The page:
In the log linear regression models both dependent and independent variables have been transformed into logs thus Ordinary Least Squares (OLS) estimation procedure is appropriate. The assumption is that there exist a linear relationship between log of dependent variable and independent variables. Socio-economic characteristics were included in the model on assumption that they influence indigenous chicken productive performance. The estimated coefficients of value of production assets, cost of feed, labour, credit, flock size, group membership, gender and adopted management interventions were positive and negative for age.


Table 1: Multiple regression estimates for determinants of chickens productive performance

Parameters
Dep: ln value of output (Kshs)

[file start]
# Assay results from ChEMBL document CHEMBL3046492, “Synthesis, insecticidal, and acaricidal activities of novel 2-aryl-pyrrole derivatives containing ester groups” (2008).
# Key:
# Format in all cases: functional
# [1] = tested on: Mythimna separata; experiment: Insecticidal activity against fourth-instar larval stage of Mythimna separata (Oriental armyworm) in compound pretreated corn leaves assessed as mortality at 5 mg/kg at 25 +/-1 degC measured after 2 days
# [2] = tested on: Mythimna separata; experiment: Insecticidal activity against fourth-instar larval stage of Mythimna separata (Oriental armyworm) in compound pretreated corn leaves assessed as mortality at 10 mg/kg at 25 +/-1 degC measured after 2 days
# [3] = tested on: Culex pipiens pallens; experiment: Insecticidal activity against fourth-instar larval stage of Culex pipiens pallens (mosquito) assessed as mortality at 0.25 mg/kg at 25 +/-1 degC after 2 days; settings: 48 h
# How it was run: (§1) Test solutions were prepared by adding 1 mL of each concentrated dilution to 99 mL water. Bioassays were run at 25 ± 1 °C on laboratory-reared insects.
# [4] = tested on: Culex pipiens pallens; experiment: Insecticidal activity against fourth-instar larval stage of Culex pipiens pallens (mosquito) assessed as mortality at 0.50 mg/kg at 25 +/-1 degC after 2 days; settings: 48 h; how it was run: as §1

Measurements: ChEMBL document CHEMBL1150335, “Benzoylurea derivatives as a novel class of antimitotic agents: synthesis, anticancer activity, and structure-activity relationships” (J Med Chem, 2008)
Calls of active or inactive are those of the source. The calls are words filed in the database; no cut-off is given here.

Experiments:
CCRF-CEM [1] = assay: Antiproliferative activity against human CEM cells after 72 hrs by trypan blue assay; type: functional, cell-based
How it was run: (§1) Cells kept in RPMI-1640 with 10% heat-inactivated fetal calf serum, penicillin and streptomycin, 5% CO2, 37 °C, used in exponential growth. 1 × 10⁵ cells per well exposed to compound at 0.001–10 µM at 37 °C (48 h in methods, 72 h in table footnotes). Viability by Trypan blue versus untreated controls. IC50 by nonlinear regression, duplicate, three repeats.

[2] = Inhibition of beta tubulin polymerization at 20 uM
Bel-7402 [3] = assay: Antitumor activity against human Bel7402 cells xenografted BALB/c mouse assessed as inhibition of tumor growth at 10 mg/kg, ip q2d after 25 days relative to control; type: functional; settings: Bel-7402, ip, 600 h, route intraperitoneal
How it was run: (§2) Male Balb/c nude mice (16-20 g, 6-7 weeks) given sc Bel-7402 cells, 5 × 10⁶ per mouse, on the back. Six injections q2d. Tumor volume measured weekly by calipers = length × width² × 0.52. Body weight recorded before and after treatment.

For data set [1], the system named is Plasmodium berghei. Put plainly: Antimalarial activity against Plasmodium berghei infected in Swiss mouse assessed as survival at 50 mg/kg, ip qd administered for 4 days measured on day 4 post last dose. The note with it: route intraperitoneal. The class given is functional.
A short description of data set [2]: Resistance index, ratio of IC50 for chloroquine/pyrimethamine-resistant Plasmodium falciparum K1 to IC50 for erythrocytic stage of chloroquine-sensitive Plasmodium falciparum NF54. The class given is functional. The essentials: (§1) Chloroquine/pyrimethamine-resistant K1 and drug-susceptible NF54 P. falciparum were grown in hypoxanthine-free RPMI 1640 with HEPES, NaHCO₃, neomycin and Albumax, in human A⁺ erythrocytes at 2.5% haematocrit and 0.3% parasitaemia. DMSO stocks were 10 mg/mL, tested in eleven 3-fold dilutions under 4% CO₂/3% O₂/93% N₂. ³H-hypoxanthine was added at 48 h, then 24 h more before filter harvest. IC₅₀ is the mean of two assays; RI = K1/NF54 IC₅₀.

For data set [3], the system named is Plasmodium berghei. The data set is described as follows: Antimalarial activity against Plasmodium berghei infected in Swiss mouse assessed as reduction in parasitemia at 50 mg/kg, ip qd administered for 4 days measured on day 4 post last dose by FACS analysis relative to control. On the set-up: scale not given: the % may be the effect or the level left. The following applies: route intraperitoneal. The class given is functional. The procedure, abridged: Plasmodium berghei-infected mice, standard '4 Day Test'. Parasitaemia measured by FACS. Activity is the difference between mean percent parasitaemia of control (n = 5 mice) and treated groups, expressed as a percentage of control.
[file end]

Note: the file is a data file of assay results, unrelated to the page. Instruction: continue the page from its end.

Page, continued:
Std Coefficient

Std. Error         

t-value                              

Constant

2.59

2.29

1.13

Female gender (0,1)

0.508

0.300

1.69**

Age (Years)

-0.567

0.418

-1.36

Group membership (0,1)

0.714

0.309

2.31***

Access  to extension (0,1)

0.439                               

0.264               

1.66**

Access to credit (0,1)

0.0086                               

0.252

0.03

Flock size (#)

0.0652                               

0.203

0.32

Value of feeds (Kshs)

0.299                               

0.134

2.24***

Labour (Kshs)

0.344                               

0.206

1.67**

Production assets (Kshs)

0.177                              

0.0993

1.78**

Adopted interventions (1-3)1

0.177                              

0.151

2.50***

R-Squared

0.48

 

 

Model test (F(10, 92))

8.41***

 

 

Variance Inflation Factor (VIF)

1.44

 

 

Number of Observations (n)

103

 

 

Notes: 1-Dummy for adopted management interventions (1= Feeding supplementation and Brooding, 2=Feed supplementation and vaccination 3= Full package)

The signs **, *** indicate significance at 10% and 5% respectively.